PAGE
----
So, Tim's caseworker over at the Dept of Vocational Rehab has told us we need to focus on getting him on an even keel. That means finding a psychiatrist (or psychiatric nurse) that Tim is comfortable with. Then we can find out for sure whether he's bipolar. After that, they'll explore medication options.


All that will probably take awhile, which was something of a hit for us. We had been exploring some options that would at least let Tim do some phone work from home. It wouldn't make us rich by any stretch of the imagination, but he was kind of looking forward to earning a paycheck.


In the meantime, we have about 9 weeks left before his unemployment runs out. There is a chance he'll qualify for one more extension, which would give us an extra 13 weeks of breathing room. If that doesn't happen, we can make do, but it will be somewhat tight.


Because of all this, we've been just barely scraping by, physically and emotionally. We're completely sapped by the most basic chores. We're both sleeping more. Essentially, we're just trying to make it through. Like I said, things have been kind of hard.


And so I saw this clip. And I laughed. That, in and of itself, is such a big deal. But it also reminded me that we need to remember the good in and among the bad.


This is a big, scary, uncertain time for us -- and for the nation in general. We don't know what the future holds (other than some psychiatist visits) or when Tim will be able to work again. It's worrying.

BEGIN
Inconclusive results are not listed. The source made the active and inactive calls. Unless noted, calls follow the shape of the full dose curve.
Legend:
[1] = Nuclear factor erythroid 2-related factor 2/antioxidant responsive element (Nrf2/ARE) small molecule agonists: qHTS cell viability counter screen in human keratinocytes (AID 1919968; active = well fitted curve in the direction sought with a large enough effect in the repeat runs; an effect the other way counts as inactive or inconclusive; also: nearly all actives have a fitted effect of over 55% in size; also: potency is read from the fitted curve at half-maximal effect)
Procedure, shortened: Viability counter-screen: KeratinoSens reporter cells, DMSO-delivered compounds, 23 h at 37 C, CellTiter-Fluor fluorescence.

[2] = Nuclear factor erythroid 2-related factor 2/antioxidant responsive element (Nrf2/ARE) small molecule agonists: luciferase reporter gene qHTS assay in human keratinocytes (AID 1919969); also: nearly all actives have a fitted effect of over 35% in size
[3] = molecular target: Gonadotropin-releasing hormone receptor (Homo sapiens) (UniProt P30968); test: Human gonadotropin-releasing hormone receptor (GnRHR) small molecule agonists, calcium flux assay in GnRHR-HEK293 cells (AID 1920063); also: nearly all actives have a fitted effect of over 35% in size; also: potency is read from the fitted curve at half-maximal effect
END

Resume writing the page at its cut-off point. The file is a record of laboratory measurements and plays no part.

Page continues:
But.


We also have an amazing support system. Our families will always welcome us with open arms. They will always do everything they can to help. My mom has and will help us financially, though we hope we can avoid future borrowing. And if it ever became necessary, we could move in with Tim's parents.


Again, that's a worst-case scenario. But we won't ever be homeless. That's a pretty big load off our minds.


More immediately, seeing a psychiatrist will help Tim get some answers. Uncertainty can be hugely unsettling. So, no matter what the answer, just knowing will be a good start to making life easier.


Once he has an official diagnosis, Tim can also start getting properly medicated. As a depressive, I can attest to what a difference the right prescription can make. Life becomes less of a struggle. He may also have fewer swings in mood and behavior, which will make things easier for both of us.


The right medication may also help Tim's stress tolerance. Right now, it's pretty low, and so his skin flares up in reaction to difficulties and uncertainties. If he can tolerate more stress, his skin may calm down more. That could make it easier for him to find sustainable work opportunities.